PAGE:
Inspired by this question, I've been wondering how far a probe has been from Earth, conducted its mission, then subsequently returned to Earth.

I'm aware of the Hayabusa and Stardust missions, but I've not found any information on how far away they travelled, either at maximum distance or during the encounters with Itokawa or the various asteroids and comets of the Stardust mission. Which of these went further away from Earth, and was either of them the furthest ever, or is there another mission I've not found?

I'm mainly interested in physical separation from Earth, though distance measured by differences in orbital distance from the Sun would also be interesting.

By "returned to Earth" I mean re-entering the atmosphere, either purposefully or accidentally / fatally, not for the many missions that have used Earth for a gravity assist.

  • $\begingroup$ Returned to Earth, or is a flyby sufficient? $\endgroup$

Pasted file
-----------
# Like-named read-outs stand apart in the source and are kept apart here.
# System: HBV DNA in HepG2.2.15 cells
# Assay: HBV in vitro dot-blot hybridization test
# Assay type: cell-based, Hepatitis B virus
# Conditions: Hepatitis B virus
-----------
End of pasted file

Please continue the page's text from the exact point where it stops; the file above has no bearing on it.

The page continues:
– PearsonArtPhoto
    Dec 10, 2015 at 22:24
  • $\begingroup$ @PearsonArtPhoto TildalWave already asked me the same thing and helped clarify my question - see the last sentence :) $\endgroup$ Dec 11, 2015 at 8:35
  • $\begingroup$ The Fobos-Grunt mission intended to do a sample return from Phobos. It failed though. $\endgroup$ Dec 13, 2015 at 8:12

1 Answer 1


The best I could find was the Stardust mission, which went a little over ~2.5-3.0 AU away from Earth before returning (it landed so dust from comet Wild 2 could be analyzed).

There are more examples of previous and potential future missions on this Wikipedia page as well.


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